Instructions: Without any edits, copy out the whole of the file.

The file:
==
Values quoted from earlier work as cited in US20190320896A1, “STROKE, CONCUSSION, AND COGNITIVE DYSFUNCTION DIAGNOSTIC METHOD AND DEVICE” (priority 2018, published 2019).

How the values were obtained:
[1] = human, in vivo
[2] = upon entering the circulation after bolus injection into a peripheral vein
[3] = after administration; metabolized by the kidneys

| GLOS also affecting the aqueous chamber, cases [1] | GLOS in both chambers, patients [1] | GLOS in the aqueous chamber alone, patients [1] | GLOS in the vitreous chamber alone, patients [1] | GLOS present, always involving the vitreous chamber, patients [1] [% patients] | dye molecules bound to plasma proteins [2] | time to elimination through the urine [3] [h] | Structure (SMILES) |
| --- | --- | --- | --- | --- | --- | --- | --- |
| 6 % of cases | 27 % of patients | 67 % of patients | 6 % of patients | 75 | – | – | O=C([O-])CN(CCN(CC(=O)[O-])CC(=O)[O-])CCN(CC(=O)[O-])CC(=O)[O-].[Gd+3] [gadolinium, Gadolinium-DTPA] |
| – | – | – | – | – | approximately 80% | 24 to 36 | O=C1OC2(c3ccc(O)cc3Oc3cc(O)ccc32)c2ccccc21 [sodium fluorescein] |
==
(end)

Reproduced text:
Values quoted from earlier work as cited in US20190320896A1, “STROKE, CONCUSSION, AND COGNITIVE DYSFUNCTION DIAGNOSTIC METHOD AND DEVICE” (priority 2018, published 2019).

How the values were obtained:
[1] = human, in vivo
[2] = upon entering the circulation after bolus injection into a peripheral vein
[3] = after administration; metabolized by the kidneys

| GLOS also affecting the aqueous chamber, cases [1] | GLOS in both chambers, patients [1] | GLOS in the aqueous chamber alone, patients [1] | GLOS in the vitreous chamber alone, patients [1] | GLOS present, always involving the vitreous chamber, patients [1] [% patients] | dye molecules bound to plasma proteins [2] | time to elimination through the urine [3] [h] | Structure (SMILES) |
| --- | --- | --- | --- | --- | --- | --- | --- |
| 6 % of cases | 27 % of patients | 67 % of patients | 6 % of patients | 75 | – | – | O=C([O-])CN(CCN(CC(=O)[O-])CC(=O)[O-])CCN(CC(=O)[O-])CC(=O)[O-].[Gd+3] [gadolinium, Gadolinium-DTPA] |
| – | – | – | – | – | approximately 80% | 24 to 36 | O=C1OC2(c3ccc(O)cc3Oc3cc(O)ccc32)c2ccccc21 [sodium fluorescein] |